Martin Amis's latest, set in the working-class purlieus of “Diston”, concerns Lionel Asbo, lotto-winning oik, and his nephew, Des. Having slept with his granny (Lionel's mother) as a teenager, Des fears that Asbo will discover his secret – and set the pitbulls on him.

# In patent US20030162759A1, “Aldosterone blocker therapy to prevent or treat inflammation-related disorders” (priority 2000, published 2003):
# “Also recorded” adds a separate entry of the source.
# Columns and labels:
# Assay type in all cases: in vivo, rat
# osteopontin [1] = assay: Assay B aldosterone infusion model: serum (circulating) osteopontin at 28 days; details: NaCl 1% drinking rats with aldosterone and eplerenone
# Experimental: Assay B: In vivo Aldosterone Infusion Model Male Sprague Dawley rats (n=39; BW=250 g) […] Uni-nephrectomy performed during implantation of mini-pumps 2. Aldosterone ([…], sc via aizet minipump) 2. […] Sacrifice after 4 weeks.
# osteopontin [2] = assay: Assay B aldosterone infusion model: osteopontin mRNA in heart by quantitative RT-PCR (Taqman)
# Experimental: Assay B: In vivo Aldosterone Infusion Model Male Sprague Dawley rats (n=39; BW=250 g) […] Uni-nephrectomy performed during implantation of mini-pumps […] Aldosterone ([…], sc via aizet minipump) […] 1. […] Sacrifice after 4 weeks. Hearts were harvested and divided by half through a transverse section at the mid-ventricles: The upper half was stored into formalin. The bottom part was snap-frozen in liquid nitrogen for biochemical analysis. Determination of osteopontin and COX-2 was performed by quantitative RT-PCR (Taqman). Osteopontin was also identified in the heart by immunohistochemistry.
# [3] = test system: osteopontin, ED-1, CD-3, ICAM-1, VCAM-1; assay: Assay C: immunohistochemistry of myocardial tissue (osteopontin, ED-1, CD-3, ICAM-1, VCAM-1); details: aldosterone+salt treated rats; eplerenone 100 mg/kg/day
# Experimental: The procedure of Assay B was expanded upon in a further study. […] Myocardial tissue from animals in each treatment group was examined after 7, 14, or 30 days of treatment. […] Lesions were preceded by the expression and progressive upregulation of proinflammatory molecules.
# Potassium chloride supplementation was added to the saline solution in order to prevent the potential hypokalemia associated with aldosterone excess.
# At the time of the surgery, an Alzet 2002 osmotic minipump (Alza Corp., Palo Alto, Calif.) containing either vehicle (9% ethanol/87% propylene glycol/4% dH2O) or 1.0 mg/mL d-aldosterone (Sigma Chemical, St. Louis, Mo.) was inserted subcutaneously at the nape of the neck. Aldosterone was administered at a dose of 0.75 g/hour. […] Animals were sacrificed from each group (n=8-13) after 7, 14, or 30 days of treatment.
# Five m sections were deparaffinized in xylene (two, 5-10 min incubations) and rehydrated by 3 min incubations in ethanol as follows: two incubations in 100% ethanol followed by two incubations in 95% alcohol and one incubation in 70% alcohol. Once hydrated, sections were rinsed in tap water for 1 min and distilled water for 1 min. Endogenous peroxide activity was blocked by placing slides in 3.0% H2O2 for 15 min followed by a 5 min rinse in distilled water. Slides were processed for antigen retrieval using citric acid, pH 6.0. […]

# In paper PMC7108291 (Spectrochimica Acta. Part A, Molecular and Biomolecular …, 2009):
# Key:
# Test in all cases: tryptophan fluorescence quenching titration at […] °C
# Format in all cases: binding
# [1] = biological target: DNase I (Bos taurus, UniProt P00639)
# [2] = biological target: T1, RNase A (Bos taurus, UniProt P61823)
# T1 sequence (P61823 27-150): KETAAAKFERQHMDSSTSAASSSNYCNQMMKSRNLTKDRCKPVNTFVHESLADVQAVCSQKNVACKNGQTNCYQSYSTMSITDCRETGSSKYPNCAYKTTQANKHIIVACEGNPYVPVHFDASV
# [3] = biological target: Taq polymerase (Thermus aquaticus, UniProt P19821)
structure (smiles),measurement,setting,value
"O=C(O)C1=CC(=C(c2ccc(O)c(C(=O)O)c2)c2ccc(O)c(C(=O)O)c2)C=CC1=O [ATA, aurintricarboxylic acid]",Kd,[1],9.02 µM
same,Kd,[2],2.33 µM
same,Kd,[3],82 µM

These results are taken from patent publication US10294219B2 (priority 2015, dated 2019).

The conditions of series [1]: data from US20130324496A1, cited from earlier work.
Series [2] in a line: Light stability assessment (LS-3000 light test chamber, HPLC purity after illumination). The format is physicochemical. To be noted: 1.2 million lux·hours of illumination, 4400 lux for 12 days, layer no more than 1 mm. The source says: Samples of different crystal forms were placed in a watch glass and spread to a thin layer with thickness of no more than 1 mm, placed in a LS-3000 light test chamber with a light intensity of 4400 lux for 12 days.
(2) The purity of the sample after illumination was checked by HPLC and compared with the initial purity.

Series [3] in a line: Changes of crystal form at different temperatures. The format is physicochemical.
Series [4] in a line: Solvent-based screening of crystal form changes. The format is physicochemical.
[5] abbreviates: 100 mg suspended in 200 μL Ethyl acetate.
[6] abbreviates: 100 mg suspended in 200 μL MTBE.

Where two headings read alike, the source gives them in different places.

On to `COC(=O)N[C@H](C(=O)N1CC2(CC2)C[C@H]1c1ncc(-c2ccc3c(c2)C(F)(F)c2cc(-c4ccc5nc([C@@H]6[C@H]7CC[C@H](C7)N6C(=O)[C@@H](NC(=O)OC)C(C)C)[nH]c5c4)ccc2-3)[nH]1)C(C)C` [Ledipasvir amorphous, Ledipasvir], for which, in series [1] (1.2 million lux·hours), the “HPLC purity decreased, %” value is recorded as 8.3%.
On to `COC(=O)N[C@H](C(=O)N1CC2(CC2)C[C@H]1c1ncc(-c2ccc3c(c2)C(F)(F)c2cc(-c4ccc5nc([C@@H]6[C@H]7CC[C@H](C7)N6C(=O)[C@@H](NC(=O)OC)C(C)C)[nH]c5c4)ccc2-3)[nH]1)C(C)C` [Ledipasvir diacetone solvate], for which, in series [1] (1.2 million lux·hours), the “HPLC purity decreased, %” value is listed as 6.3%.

Never mind that Amis might have found a more appropriate comedic target, in these grim times, than uppity proles. It's the complacency here that grates – the way Amis's brilliant language services a plot boasting all the satirical sophistication of a Little Britain sketch. Geoff Dyer once pointed out the gap between Amis's “linguistic power” and the “relative banality of his thought”. With this novel the gap has widened to a chasm. It's depressing to see our greatest stylist put the fine instrument of his prose to such crude, bludgeoning, reactionary use.